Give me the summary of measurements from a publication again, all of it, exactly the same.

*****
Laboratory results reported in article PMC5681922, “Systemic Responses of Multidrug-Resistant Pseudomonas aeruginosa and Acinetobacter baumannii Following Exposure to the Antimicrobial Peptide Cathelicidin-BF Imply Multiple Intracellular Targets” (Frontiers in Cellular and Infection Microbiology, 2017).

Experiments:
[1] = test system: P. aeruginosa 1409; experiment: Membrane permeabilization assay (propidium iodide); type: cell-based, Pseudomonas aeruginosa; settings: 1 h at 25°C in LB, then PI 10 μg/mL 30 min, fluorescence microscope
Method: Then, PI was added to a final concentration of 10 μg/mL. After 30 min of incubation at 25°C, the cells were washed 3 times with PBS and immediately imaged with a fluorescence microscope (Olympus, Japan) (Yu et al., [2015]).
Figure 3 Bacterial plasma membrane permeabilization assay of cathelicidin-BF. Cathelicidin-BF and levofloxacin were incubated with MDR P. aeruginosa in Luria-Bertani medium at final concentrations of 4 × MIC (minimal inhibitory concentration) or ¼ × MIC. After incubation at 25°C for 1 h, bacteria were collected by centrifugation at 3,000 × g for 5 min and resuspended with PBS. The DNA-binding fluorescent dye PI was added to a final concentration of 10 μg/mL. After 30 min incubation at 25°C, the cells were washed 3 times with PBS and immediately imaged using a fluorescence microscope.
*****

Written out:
Laboratory results reported in article PMC5681922, “Systemic Responses of Multidrug-Resistant Pseudomonas aeruginosa and Acinetobacter baumannii Following Exposure to the Antimicrobial Peptide Cathelicidin-BF Imply Multiple Intracellular Targets” (Frontiers in Cellular and Infection Microbiology, 2017).

Experiments:
[1] = test system: P. aeruginosa 1409; experiment: Membrane permeabilization assay (propidium iodide); type: cell-based, Pseudomonas aeruginosa; settings: 1 h at 25°C in LB, then PI 10 μg/mL 30 min, fluorescence microscope
Method: Then, PI was added to a final concentration of 10 μg/mL. After 30 min of incubation at 25°C, the cells were washed 3 times with PBS and immediately imaged with a fluorescence microscope (Olympus, Japan) (Yu et al., [2015]).
Figure 3 Bacterial plasma membrane permeabilization assay of cathelicidin-BF. Cathelicidin-BF and levofloxacin were incubated with MDR P. aeruginosa in Luria-Bertani medium at final concentrations of 4 × MIC (minimal inhibitory concentration) or ¼ × MIC. After incubation at 25°C for 1 h, bacteria were collected by centrifugation at 3,000 × g for 5 min and resuspended with PBS. The DNA-binding fluorescent dye PI was added to a final concentration of 10 μg/mL. After 30 min incubation at 25°C, the cells were washed 3 times with PBS and immediately imaged using a fluorescence microscope.